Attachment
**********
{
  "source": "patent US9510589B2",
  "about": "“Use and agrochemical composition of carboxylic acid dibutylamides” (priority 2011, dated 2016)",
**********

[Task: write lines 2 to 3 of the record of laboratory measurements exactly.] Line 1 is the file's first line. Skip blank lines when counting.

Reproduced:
  "source": "patent US9510589B2",
  "about": "“Use and agrochemical composition of carboxylic acid dibutylamides” (priority 2011, dated 2016)",